Days Like This

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dawndunning:

Dudes on the back!
fuckyouverymuch:

We want to let go. 
solestruckshoes:

maybe its maybelline 
thatkindofwoman:

Be mine.
nevver:

le Métro

"Our hearts beat so loud the neighbours think we’re fucking when I’m just trying to find the nerve to touch your face."

- Andrea Gibson (via iamcharliesangel)

(Source: superlen, via iamcharliesangel)

fuckyouverymuch:

We skinny dip. 

"I tell my students, ‘When you get these jobs that you have been so brilliantly trained for, just remember that your real job is that if you are free, you need to free somebody else. If you have some power, then your job is to empower somebody else. This is not just a grab-bag candy game.’"

- Toni Morrison (via ethiopienne)

(Source: thisislove, via female-only)

"You have to understand, when it hurt to love her, it hurt the way the light hurts your eyes in the middle of the night, but I had to see."

- Andrea Gibson (via creatingaquietmind)

(Source: fleur-de-lunee, via creatingaquietmind)


Gil Prates, Rio de Janeiro, 1980

"

A co-worker closed the door to the staff room behind him.
It locked automatically
and I started planning what I could use as a weapon:
smash the glass beside the fridge into his eye.
pick up the fork next to me and sink it into his leg.
claw him across the face if I couldn’t get to anything in time.
As I calculated how hard it would be to shove his body weight off of me,
he finished making his lunch, said, “Sup,” and left,
the door automatically locking behind him.
I expect if I told him I was prepared to stab him with the corner of my staff ID if I had to,
he would say what I’ve heard too often, the one we all know
but are getting wearily suspicious of:
Not all men are like That.

When I was eleven, all the girls in my class got sent to self-defence
because they assumed we’d need it one day.
When I was twelve, there was a prostitute’s body dumped in the river next to my house
because someone thought she was disposable.
When I was thirteen, it happened again and this time the man went to jail
and people stood outside the courtroom and held up signs that he did the right thing.
When I was fourteen, my friend showed up to a sleepover late, chest heaving from sobbing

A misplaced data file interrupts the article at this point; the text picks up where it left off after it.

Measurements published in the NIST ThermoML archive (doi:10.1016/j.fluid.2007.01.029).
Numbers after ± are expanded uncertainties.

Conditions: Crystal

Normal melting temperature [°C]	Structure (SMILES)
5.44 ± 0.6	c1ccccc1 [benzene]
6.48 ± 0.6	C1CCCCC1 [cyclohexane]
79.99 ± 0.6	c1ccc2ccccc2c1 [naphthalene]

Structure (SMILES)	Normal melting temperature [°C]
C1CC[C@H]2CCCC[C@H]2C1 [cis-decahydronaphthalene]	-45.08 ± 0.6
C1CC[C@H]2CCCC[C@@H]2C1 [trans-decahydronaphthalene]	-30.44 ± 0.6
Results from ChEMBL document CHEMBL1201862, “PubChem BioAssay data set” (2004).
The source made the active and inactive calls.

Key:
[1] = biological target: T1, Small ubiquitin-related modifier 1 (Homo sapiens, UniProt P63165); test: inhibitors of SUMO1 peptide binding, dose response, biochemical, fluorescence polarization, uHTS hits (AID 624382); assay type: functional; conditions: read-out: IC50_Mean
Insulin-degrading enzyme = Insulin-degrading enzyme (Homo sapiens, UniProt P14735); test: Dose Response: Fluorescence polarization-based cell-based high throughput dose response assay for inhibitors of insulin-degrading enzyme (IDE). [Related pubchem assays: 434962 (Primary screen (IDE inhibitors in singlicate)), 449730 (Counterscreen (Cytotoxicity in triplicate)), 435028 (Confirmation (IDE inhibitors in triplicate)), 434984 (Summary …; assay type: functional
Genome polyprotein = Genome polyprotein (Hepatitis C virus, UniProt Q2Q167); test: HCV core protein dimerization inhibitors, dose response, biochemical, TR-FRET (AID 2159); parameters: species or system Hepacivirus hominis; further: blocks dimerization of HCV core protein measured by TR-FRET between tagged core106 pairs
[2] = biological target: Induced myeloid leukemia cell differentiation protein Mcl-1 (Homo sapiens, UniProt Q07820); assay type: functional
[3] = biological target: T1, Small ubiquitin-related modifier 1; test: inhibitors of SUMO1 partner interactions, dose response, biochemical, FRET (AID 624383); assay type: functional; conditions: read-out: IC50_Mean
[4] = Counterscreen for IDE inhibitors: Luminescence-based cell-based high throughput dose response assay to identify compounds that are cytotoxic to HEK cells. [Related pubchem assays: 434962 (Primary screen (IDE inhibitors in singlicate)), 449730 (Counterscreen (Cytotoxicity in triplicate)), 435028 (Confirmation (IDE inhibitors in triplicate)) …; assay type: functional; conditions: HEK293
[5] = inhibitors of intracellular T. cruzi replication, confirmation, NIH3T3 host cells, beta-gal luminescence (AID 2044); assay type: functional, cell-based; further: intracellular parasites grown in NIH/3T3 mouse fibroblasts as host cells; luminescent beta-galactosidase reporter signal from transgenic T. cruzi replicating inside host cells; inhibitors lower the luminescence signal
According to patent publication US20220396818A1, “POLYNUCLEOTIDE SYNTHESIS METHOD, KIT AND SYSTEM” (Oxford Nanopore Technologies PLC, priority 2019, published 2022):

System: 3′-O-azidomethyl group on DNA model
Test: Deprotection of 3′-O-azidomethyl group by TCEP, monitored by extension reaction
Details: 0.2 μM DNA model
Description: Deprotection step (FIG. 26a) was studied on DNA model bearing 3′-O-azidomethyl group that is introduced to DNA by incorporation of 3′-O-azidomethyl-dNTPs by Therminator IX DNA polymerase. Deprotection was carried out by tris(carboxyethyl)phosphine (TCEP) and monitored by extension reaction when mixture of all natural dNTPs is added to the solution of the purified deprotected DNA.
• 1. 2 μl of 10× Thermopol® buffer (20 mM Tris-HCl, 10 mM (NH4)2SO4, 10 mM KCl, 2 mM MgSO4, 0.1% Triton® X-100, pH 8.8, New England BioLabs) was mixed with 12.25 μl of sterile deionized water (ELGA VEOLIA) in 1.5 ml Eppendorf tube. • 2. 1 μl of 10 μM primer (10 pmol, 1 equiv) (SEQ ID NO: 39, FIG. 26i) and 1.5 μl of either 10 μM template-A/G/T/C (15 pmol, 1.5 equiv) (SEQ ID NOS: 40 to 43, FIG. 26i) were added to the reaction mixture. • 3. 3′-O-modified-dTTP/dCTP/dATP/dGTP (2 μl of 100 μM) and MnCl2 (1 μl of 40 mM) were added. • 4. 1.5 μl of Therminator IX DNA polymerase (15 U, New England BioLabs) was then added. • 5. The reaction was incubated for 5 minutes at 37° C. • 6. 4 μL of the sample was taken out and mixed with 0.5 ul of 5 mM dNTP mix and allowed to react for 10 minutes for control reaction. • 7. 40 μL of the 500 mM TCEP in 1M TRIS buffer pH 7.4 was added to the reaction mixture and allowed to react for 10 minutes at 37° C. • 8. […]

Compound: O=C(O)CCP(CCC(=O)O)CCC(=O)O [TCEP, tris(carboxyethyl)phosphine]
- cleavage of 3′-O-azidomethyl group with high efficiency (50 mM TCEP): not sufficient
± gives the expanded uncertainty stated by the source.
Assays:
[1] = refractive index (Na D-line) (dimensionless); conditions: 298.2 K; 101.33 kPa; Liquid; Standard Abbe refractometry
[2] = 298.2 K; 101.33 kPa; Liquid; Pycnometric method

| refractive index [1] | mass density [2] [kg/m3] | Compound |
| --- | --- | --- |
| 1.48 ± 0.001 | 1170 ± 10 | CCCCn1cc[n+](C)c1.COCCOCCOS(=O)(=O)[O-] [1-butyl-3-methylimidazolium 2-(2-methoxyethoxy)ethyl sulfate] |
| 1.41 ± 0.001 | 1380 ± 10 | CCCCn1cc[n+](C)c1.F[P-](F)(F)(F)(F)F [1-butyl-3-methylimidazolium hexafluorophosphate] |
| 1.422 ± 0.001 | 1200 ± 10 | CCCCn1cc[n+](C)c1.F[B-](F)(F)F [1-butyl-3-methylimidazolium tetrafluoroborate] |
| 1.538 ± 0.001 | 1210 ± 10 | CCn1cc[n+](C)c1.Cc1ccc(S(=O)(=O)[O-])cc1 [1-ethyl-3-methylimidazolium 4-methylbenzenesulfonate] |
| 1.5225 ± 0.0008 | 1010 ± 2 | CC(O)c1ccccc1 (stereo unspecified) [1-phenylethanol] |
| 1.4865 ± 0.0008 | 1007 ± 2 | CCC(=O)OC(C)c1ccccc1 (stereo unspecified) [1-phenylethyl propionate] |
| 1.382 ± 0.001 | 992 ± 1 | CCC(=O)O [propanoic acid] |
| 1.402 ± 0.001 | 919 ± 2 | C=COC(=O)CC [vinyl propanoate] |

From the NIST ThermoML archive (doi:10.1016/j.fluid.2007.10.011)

and from running four blocks after getting chased by a man that followed her off the bus.
When I was fifteen, my mother accused me of being a Man Hater
and I said, “No, but god, would you blame me if I was?”

I got catcalled and then got laughed at when I flipped them off.
they pulled up beside me and I clutched my bag tighter,
my hand going in for my keys and my mind going over how their noses would look
if I smashed them in with my elbow.
“What’s the big deal,” the guy at the steering wheel asked. “We’re just complimenting you. We’re not like That.”

Sorry, but I’m not going to trust you in case I end up on a poster labelled ‘MISSING.’
Even if you seem like the nicest guy, I’ll still have one hand holding my keys
as the only knife I’m allowed, because I don’t know how far you’re going to take it:
if you won’t back off when I tell you I don’t want to date you
if you’ll shout BITCH at me when I don’t respond well to your catcall
if you’ll expect my body as a reward for treating me like a human being
if you’ll try to take what you think you’re owed by being a man
if you’ll turn me into another statistic that people shudder away from.

I have been trained to assume that it’s a wolf in sheep’s clothing
or face the consequences.
I don’t know if you’ll nod when I reject you
or pump me full of bullets.

Every single woman I’ve talked to has a story where they haven’t felt safe in their own body
because of what a man said or did.

Not all men are like That, but god, it’s enough.

"

- 'Welcome to Girlhood: None Of Us Are Safe,' theappleppielifestyle. (via theappleppielifestyle)

(via leave-the-map-behind)

"Women who are fat are said to have ‘let themselves go.’ The very phrase connotes a loosening of restraints. Women in our society are bound. In generations past, the constriction was accomplished by corsets and girdles…. Women today are bound by fears, by oppression, and by stereotypes that depict large women as ungainly, unfeminine, and unworthy of appreciation…. Above all, women must control themselves, must be careful, for to relax might lead to the worst possible consequence: being fat."

- “Letting Ourselves Go: Making Room for the Fat Body in Feminist Scholarship,” by Cecilia Hartley (via queerintersectional)